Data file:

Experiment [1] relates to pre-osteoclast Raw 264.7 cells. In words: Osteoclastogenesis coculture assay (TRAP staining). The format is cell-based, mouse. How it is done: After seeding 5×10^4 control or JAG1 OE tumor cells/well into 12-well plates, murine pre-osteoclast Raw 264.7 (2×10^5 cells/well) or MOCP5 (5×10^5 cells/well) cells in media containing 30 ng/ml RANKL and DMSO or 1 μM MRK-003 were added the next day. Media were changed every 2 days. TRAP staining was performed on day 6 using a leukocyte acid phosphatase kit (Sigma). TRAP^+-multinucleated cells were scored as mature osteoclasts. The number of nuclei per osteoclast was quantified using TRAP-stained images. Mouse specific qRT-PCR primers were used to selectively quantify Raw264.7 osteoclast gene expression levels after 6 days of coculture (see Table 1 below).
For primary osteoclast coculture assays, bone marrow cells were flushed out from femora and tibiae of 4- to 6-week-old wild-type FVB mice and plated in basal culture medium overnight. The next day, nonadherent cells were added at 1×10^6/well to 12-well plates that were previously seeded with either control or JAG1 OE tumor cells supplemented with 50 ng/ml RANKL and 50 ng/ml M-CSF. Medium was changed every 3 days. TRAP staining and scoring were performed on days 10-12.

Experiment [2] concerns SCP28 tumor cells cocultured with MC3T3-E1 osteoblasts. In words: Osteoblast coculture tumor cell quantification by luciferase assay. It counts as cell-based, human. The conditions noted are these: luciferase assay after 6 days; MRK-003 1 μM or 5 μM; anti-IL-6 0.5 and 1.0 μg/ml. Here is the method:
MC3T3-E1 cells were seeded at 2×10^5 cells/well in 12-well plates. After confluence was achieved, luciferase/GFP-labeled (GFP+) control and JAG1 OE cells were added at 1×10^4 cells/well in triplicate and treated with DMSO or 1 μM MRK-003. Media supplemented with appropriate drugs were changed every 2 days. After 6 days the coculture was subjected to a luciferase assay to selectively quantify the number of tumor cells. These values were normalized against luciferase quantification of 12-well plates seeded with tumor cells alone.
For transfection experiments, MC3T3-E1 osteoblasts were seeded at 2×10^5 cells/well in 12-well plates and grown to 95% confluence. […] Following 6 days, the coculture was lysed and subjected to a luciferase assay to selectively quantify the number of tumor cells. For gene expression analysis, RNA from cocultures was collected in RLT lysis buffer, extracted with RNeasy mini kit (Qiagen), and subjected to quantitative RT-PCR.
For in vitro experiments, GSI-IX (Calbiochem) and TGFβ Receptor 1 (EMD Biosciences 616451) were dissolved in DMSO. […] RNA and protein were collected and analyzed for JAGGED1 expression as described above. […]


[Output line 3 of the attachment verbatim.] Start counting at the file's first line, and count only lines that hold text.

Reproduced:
Experiment [2] concerns SCP28 tumor cells cocultured with MC3T3-E1 osteoblasts. In words: Osteoblast coculture tumor cell quantification by luciferase assay. It counts as cell-based, human. The conditions noted are these: luciferase assay after 6 days; MRK-003 1 μM or 5 μM; anti-IL-6 0.5 and 1.0 μg/ml. Here is the method: